"But fix your gaze on the valley because we near the river of blood in which those who injure others by violence are boiled." (Virgil, in Dante's Inferno)
"The scene is Dante-esque," observed Julio Rank, spokesman for Salvadorean President Tony Saca, on viewing the charred remains of his lately deceased countrymen. (It is perhaps worth reminding ourselves that George Bush, the King of Spain and 11 other regional heads of state are visiting Guatemala at different times over the next month.)
Just before catching the clipper tonight I had a call from V. Her earlier telephone bulletin and my own reporting of it had some inaccuracies. It was not Sergio's teenage son that perished last night, but Sergio himself, shot 14 times in his car.
And so for the second time in a month I found myself heading down river on the boat with my eyes leaking for a dead Guatemalan that in truth I hardly knew. Yet this I do know: Sergio was completely harmless, and he was the number one cuatazo (best mate) of V's brother Felipe. I wept for the pain this will have caused his wife, his young family, and of course Felipe. And for the extravagant senselessness of this murder.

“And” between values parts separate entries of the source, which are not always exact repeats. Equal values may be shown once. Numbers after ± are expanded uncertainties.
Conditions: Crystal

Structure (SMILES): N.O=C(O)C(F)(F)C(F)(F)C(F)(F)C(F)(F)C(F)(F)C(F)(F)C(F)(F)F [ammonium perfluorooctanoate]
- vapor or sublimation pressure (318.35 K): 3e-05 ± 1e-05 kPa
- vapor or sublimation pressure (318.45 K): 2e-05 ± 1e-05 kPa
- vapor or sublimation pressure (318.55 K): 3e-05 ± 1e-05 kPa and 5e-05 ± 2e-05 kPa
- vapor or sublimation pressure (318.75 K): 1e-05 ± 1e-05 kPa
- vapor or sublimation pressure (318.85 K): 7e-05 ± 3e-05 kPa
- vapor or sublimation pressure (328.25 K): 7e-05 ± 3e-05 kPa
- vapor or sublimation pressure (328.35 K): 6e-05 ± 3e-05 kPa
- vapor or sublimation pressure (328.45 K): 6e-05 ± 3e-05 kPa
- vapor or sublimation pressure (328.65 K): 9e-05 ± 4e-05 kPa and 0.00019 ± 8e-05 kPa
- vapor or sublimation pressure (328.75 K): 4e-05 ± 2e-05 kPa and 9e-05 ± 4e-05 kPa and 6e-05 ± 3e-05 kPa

It was in fact Sergio's father that stood as V's padrino, and his younger brother Juan Carlos that met his end in that aviodable industrial misadventure back in 1994 (which provided me with my first experience of a Latin American velorio).
Between ourselves V and I had often derided Sergio, por tacaño, por capitalino. Our last face to face meeting occurred a couple of Christmases ago at Felipe's bountiful table at which he had arrived with a large group brandishing a couple of bottles of Gallo between them. We exchanged glances as others spoke, two parts curiosity and three parts mistrust. But harmless he certainly was. Having been made redundant by a bank a few years back, he set himself up as a freelance money-changer, a career-change which must ultimately have exposed him to the blistering savagery of Guatemala City.